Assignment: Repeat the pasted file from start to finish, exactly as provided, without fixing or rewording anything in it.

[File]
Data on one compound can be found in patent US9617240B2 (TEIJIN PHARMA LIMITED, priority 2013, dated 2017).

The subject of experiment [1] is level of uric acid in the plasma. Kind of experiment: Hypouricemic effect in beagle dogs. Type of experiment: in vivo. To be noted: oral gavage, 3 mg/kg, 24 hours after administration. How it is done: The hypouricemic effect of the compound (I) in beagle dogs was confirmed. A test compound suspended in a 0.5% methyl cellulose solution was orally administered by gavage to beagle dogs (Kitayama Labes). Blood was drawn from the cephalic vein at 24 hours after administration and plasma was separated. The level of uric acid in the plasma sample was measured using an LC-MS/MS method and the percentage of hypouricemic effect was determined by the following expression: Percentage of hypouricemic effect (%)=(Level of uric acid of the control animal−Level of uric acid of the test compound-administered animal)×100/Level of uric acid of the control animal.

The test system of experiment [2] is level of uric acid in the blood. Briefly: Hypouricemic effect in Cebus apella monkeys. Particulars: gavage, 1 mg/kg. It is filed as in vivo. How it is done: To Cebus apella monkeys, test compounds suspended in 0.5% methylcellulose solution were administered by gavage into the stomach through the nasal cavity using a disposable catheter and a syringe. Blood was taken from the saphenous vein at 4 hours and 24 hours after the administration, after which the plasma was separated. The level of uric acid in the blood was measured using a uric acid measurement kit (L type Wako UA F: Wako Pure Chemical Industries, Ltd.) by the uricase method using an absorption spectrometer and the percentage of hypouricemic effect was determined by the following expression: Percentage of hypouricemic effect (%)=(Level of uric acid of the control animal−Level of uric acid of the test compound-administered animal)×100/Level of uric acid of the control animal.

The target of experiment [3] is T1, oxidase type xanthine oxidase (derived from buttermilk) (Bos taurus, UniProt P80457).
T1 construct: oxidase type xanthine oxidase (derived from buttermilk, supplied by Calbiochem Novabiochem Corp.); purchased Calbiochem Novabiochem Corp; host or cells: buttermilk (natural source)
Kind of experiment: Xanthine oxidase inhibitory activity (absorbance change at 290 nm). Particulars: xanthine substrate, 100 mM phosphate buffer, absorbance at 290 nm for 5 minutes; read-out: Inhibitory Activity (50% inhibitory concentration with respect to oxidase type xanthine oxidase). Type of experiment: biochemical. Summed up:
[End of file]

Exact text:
Data on one compound can be found in patent US9617240B2 (TEIJIN PHARMA LIMITED, priority 2013, dated 2017).

The subject of experiment [1] is level of uric acid in the plasma. Kind of experiment: Hypouricemic effect in beagle dogs. Type of experiment: in vivo. To be noted: oral gavage, 3 mg/kg, 24 hours after administration. How it is done: The hypouricemic effect of the compound (I) in beagle dogs was confirmed. A test compound suspended in a 0.5% methyl cellulose solution was orally administered by gavage to beagle dogs (Kitayama Labes). Blood was drawn from the cephalic vein at 24 hours after administration and plasma was separated. The level of uric acid in the plasma sample was measured using an LC-MS/MS method and the percentage of hypouricemic effect was determined by the following expression: Percentage of hypouricemic effect (%)=(Level of uric acid of the control animal−Level of uric acid of the test compound-administered animal)×100/Level of uric acid of the control animal.

The test system of experiment [2] is level of uric acid in the blood. Briefly: Hypouricemic effect in Cebus apella monkeys. Particulars: gavage, 1 mg/kg. It is filed as in vivo. How it is done: To Cebus apella monkeys, test compounds suspended in 0.5% methylcellulose solution were administered by gavage into the stomach through the nasal cavity using a disposable catheter and a syringe. Blood was taken from the saphenous vein at 4 hours and 24 hours after the administration, after which the plasma was separated. The level of uric acid in the blood was measured using a uric acid measurement kit (L type Wako UA F: Wako Pure Chemical Industries, Ltd.) by the uricase method using an absorption spectrometer and the percentage of hypouricemic effect was determined by the following expression: Percentage of hypouricemic effect (%)=(Level of uric acid of the control animal−Level of uric acid of the test compound-administered animal)×100/Level of uric acid of the control animal.

The target of experiment [3] is T1, oxidase type xanthine oxidase (derived from buttermilk) (Bos taurus, UniProt P80457).
T1 construct: oxidase type xanthine oxidase (derived from buttermilk, supplied by Calbiochem Novabiochem Corp.); purchased Calbiochem Novabiochem Corp; host or cells: buttermilk (natural source)
Kind of experiment: Xanthine oxidase inhibitory activity (absorbance change at 290 nm). Particulars: xanthine substrate, 100 mM phosphate buffer, absorbance at 290 nm for 5 minutes; read-out: Inhibitory Activity (50% inhibitory concentration with respect to oxidase type xanthine oxidase). Type of experiment: biochemical. Summed up: